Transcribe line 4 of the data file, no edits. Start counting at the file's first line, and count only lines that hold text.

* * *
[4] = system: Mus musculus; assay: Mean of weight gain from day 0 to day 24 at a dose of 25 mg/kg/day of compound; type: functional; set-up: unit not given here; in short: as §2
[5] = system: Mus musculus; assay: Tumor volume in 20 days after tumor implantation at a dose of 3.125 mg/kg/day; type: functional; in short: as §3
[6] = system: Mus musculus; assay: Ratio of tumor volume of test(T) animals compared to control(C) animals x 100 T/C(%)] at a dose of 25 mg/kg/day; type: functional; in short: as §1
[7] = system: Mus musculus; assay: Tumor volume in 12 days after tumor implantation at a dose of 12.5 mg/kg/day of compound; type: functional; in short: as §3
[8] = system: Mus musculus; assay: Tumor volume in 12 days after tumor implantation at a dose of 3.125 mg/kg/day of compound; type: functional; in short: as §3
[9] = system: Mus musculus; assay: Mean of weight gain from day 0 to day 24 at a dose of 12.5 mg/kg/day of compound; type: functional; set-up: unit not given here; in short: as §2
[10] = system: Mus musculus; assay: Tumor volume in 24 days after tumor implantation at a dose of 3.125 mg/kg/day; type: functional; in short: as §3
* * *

[7] = system: Mus musculus; assay: Tumor volume in 12 days after tumor implantation at a dose of 12.5 mg/kg/day of compound; type: functional; in short: as §3